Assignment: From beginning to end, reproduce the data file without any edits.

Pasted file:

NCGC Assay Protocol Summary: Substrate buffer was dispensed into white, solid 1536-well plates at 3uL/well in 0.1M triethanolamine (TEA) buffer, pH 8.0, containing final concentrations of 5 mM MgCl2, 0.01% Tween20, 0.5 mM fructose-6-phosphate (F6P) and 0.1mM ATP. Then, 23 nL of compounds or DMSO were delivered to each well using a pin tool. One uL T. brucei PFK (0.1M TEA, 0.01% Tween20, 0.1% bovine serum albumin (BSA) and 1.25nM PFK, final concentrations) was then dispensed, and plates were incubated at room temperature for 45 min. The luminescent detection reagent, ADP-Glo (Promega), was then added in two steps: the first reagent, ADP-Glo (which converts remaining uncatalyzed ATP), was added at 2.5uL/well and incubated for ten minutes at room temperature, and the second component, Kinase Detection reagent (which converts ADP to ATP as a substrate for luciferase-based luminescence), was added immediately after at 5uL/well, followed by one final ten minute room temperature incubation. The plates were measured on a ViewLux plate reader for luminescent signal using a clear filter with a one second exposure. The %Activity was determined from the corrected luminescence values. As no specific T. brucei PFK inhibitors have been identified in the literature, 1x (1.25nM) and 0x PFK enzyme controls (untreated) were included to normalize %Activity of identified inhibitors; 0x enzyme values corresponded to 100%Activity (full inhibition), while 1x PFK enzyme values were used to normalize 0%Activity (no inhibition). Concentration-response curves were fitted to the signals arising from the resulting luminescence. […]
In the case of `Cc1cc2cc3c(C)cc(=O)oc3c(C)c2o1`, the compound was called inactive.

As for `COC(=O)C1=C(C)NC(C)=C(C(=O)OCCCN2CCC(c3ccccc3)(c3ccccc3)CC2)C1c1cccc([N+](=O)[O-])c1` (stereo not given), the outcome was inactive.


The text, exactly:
NCGC Assay Protocol Summary: Substrate buffer was dispensed into white, solid 1536-well plates at 3uL/well in 0.1M triethanolamine (TEA) buffer, pH 8.0, containing final concentrations of 5 mM MgCl2, 0.01% Tween20, 0.5 mM fructose-6-phosphate (F6P) and 0.1mM ATP. Then, 23 nL of compounds or DMSO were delivered to each well using a pin tool. One uL T. brucei PFK (0.1M TEA, 0.01% Tween20, 0.1% bovine serum albumin (BSA) and 1.25nM PFK, final concentrations) was then dispensed, and plates were incubated at room temperature for 45 min. The luminescent detection reagent, ADP-Glo (Promega), was then added in two steps: the first reagent, ADP-Glo (which converts remaining uncatalyzed ATP), was added at 2.5uL/well and incubated for ten minutes at room temperature, and the second component, Kinase Detection reagent (which converts ADP to ATP as a substrate for luciferase-based luminescence), was added immediately after at 5uL/well, followed by one final ten minute room temperature incubation. The plates were measured on a ViewLux plate reader for luminescent signal using a clear filter with a one second exposure. The %Activity was determined from the corrected luminescence values. As no specific T. brucei PFK inhibitors have been identified in the literature, 1x (1.25nM) and 0x PFK enzyme controls (untreated) were included to normalize %Activity of identified inhibitors; 0x enzyme values corresponded to 100%Activity (full inhibition), while 1x PFK enzyme values were used to normalize 0%Activity (no inhibition). Concentration-response curves were fitted to the signals arising from the resulting luminescence. […]
In the case of `Cc1cc2cc3c(C)cc(=O)oc3c(C)c2o1`, the compound was called inactive.

As for `COC(=O)C1=C(C)NC(C)=C(C(=O)OCCCN2CCC(c3ccccc3)(c3ccccc3)CC2)C1c1cccc([N+](=O)[O-])c1` (stereo not given), the outcome was inactive.